First governor's home in South Dakota begins another tourist season
WATERTOWN, S.D. - The Mellette House is one of Watertown’s better-known tourist attractions, drawing thousands of visitors each summer. But May, the first month the restored home of former Gov. Arthur Mellette is open to the public, is traditionally a slow month.
“Tourist season doesn’t really kick into high gear until after Memorial Day,” said Prudy Calvin, president of the Mellette Memorial Association, the nonprofit group tasked with maintaining the house. “In fact, many years we consider not opening until later.”
This spring, however, things are different. Several groups have already toured the house and more than a half-dozen are scheduled in the next week.
“We actually opened a day early this year because a book club that had read Jack Timm’s book “And the Last Shall Be First,” wanted to see the house,” Calvin said.
The book is about Mellette, who served as the last governor of Dakota Territory and the first governor of the state of South Dakota. In addition to being an author, Timm is a historical re-enactor who often portrays Mellette.
The early steady stream of Mellette House visitors this season put a smile on Calvin’s face.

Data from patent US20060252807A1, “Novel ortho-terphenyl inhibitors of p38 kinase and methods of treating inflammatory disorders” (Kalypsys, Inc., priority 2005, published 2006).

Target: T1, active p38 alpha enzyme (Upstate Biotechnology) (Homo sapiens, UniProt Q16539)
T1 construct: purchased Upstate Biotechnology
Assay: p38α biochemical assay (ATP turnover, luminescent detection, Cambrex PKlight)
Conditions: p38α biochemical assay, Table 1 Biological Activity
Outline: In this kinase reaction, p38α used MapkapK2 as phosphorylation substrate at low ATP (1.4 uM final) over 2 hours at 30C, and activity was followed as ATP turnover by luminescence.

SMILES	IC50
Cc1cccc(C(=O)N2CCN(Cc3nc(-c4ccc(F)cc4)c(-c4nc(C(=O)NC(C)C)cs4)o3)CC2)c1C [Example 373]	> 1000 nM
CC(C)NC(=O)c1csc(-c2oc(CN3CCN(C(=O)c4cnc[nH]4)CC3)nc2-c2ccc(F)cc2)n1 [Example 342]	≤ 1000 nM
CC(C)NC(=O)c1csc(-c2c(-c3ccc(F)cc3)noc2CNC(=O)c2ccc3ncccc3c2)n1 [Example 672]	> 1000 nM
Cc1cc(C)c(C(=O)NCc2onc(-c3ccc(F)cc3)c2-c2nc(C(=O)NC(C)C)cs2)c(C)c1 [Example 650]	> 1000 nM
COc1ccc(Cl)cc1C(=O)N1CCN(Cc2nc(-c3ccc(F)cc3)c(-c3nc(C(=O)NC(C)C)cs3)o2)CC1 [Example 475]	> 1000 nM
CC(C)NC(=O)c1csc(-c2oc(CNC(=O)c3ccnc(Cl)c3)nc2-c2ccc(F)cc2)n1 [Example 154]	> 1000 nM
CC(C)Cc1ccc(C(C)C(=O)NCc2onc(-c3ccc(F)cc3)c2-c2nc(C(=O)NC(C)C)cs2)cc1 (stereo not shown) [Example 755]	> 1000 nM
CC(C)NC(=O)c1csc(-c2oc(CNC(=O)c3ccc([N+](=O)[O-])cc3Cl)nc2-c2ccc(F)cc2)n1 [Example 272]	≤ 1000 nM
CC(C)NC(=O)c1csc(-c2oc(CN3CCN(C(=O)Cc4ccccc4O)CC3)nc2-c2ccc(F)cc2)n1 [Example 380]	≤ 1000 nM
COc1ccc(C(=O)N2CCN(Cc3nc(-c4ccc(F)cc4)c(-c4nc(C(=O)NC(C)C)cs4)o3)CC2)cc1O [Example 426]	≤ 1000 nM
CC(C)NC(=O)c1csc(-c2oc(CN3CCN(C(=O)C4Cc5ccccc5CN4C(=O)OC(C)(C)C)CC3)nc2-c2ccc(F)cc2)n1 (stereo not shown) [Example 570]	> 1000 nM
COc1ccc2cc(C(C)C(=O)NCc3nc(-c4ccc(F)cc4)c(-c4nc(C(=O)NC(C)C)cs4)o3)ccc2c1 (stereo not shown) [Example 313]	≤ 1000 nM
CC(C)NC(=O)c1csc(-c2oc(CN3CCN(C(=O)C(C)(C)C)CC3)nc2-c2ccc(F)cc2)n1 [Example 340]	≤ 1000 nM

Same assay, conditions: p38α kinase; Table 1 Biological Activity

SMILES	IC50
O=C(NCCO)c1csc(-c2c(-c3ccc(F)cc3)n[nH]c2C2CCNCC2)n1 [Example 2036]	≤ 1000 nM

“It’s so good for our community,” she said. “It all trickles down. When they come to see the Mellette House, they stop and buy gas here, they have lunch, they go to Gather to have coffee. It really benefits the whole town.”
The Mellette House was built in the mid-1880s and was condemned in 1943 before a group of concerned citizens formed the Mellette House Association to save and restore the Italianate style-home. Some work will be done on the exterior this summer, including a partial-replacement of the roof and some painting.
But the work won’t prevent visitors from touring the Mellette House.
“The crews know we have to stay open during all of the work,” Calvin said.
If you go
- What: The Mellette House
- Where: 421 Fifth Ave. NW, Watertown, S.D.
- Tours: House is open for tours 1-5 p.m. every day except Mondays
- Notes: Reservations are recommended for groups. For more information, call 605-886-4730.